Background: Growing rod surgery is a modern alternative treatment for young children with early onset scoliosis. This is the first study focused on its use in progressive congenital spinal deformities.
Methods: A retrospective study of 19 patients from the international multicenter Growing Spine Study Group with progressive congenital spinal deformities undergoing growing rod surgery who had a minimum of 2 years follow-up. We analyzed demographic and radiographic data including age at initial surgery, number of abnormal vertebrae per patient, number of lengthenings postoperatively, Cobb angle of the major curve preoperative, postoperative initial and at last follow-up, T1-S1 length, space available for the lung (SAL), length of follow up, and complications.
Results: The mean age at surgery was 6.9 years (range: 3.2 to 10.7 y). The mean number of affected vertebrae per patient was 5.2 (range: 2 to 9 vertebrae). The mean number of lengthening was 4.2 (range: 1 to 10 lengthening) per patient. The major Cobb angle improved from 66 degrees (range: 40 to 95 degrees) preoperatively to 45 degrees (range: 13 to 79 degrees) initial postoperative and 47 degrees (range: 18 to 78 degrees) at the last follow-up. The mean T1-S1 length increased from 268.3 mm (range: 192 to 322 mm) postoperatively to a mean of 315.4 mm (range: 261 to 357 mm) at last follow-up. The mean T1-S1 length increase was 11.7 mm/y. The SAL ratio increased from 0.81 preoperatively to 0.94 at latest follow-up. The mean postoperative follow-up was 4 years (range: 2 to 6.6 y). Five patients (38%) had undergone final fusion and 14 are still under treatment. Complications have occurred in 8 patients (42%). There were 14 (14%) complications in 100 procedures: 11 implant related, 2 pulmonary, and 1 postoperative infection. There were no neurological complications.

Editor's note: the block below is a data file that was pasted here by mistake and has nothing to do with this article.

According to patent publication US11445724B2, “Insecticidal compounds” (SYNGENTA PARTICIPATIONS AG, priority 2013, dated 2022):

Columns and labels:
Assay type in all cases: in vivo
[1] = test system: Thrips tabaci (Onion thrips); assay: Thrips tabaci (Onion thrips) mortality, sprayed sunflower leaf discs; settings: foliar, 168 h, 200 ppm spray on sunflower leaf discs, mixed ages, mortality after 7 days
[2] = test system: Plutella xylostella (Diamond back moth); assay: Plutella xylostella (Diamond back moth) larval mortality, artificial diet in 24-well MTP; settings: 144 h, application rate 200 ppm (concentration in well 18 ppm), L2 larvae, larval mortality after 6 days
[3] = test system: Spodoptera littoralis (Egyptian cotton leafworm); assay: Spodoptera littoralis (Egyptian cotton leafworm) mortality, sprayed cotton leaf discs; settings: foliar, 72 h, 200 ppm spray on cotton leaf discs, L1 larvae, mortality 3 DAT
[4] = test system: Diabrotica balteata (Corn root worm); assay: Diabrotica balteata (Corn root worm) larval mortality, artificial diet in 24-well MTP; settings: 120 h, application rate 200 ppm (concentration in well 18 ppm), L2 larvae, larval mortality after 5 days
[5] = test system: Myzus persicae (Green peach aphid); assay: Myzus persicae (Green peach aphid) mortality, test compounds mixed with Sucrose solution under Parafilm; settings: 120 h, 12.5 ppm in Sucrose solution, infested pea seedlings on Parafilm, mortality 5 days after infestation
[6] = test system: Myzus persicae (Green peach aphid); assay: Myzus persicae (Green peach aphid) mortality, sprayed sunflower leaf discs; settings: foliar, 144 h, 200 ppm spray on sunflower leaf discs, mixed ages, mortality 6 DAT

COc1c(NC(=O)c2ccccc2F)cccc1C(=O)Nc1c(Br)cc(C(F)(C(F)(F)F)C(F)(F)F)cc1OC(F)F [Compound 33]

Conclusions: Growing rods are a safe and effective treatment technique in selected patients with congenital spinal deformities. The deformity, spinal growth, and the SAL improved. The incidence of complication was relatively low.
Level of Evidence: Level IV, case series.